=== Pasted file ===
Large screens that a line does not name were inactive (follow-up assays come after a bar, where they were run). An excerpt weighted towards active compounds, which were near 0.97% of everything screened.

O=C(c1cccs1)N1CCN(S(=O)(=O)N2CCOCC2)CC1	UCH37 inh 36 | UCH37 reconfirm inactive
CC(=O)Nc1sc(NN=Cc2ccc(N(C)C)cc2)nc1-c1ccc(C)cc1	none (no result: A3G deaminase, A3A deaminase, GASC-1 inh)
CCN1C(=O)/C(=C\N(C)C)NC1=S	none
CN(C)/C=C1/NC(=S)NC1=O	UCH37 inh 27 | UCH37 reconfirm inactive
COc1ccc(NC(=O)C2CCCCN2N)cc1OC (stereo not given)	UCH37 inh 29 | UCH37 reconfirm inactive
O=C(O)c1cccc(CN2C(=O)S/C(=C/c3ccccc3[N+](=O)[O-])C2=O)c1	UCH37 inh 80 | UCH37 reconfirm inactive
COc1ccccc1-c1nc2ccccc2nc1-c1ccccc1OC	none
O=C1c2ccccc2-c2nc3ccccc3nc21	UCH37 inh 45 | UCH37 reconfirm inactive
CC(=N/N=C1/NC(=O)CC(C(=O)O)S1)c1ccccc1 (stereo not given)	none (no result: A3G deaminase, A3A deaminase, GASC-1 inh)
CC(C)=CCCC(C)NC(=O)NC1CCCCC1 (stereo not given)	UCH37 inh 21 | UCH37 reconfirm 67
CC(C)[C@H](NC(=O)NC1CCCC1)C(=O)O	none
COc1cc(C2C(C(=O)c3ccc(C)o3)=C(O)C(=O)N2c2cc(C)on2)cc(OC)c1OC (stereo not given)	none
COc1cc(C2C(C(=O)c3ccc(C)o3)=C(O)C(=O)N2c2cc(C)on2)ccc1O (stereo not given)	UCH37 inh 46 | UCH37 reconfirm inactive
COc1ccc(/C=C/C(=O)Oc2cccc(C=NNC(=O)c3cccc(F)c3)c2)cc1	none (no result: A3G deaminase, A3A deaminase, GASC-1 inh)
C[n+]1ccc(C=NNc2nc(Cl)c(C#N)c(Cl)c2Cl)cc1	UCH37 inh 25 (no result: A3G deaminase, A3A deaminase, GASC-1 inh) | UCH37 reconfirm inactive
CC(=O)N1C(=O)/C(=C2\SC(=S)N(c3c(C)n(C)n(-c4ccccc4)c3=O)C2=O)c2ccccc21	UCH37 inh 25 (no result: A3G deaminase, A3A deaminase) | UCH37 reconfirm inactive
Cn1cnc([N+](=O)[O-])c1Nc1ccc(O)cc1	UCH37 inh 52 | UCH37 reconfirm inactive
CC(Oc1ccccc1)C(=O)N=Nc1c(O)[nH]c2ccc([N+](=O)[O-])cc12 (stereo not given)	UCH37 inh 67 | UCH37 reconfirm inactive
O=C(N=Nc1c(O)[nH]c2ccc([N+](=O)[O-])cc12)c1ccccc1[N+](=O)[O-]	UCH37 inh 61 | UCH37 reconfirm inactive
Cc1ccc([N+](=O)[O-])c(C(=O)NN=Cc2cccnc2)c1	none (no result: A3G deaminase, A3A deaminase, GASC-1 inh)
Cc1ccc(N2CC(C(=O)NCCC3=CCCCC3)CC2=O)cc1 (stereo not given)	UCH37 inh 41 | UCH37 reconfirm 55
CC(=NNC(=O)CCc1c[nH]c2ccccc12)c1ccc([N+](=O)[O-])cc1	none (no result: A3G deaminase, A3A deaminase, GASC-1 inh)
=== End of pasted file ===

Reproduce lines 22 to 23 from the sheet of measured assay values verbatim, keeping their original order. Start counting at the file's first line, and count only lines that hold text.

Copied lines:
Cc1ccc(N2CC(C(=O)NCCC3=CCCCC3)CC2=O)cc1 (stereo not given)	UCH37 inh 41 | UCH37 reconfirm 55
CC(=NNC(=O)CCc1c[nH]c2ccccc12)c1ccc([N+](=O)[O-])cc1	none (no result: A3G deaminase, A3A deaminase, GASC-1 inh)